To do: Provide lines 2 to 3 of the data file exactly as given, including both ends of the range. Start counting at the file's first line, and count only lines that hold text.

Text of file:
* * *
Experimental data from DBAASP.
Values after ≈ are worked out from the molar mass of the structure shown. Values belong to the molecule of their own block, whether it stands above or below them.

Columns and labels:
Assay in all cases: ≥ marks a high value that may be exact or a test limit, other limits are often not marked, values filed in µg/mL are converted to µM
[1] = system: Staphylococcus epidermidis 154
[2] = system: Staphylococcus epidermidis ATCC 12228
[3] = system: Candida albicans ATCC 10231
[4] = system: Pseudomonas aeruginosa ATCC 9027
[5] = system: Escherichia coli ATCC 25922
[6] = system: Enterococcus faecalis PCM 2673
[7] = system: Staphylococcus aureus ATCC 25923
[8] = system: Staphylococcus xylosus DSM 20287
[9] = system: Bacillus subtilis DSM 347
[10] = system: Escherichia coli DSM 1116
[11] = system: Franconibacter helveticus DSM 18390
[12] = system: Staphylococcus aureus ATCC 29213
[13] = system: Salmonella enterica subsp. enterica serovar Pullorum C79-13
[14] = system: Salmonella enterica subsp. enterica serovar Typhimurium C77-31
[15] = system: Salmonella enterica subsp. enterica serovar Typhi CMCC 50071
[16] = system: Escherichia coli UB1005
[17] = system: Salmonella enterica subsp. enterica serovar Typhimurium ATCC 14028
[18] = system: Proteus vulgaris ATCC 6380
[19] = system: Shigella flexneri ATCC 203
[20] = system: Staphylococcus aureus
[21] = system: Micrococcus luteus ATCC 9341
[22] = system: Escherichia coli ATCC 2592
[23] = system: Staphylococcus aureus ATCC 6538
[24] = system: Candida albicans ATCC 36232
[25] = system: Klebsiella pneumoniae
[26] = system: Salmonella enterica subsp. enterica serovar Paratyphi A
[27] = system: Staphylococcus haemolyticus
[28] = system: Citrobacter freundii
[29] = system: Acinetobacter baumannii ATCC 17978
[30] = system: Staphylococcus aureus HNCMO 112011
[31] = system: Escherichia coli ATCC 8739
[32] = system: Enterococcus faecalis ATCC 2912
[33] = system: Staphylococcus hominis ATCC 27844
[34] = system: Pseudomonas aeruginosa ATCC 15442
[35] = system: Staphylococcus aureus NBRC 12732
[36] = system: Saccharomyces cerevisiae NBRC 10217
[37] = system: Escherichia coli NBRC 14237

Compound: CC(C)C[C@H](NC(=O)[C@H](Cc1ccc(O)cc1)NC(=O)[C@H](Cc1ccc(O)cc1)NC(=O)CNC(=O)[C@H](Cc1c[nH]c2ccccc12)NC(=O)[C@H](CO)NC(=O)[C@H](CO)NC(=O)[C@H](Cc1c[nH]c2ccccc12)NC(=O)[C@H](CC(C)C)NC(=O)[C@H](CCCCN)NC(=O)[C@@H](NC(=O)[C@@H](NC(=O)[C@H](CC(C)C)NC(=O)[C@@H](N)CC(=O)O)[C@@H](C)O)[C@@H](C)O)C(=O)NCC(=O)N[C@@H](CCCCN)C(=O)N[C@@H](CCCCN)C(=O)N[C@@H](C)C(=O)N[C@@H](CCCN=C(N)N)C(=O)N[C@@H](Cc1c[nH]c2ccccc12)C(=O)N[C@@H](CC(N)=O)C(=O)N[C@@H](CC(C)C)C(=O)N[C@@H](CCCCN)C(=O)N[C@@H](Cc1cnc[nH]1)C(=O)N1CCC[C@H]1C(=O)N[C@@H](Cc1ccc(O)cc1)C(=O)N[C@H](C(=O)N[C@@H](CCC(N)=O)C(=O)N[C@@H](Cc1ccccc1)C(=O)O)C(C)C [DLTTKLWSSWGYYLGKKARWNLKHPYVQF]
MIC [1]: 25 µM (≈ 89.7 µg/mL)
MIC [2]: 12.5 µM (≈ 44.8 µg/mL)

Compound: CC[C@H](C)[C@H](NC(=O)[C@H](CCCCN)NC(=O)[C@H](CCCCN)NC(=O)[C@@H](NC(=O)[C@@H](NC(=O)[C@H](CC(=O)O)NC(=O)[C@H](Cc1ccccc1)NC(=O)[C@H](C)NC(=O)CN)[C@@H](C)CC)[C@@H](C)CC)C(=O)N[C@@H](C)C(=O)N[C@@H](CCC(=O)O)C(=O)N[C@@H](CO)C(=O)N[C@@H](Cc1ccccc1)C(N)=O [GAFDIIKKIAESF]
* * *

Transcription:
Values after ≈ are worked out from the molar mass of the structure shown. Values belong to the molecule of their own block, whether it stands above or below them.

Columns and labels: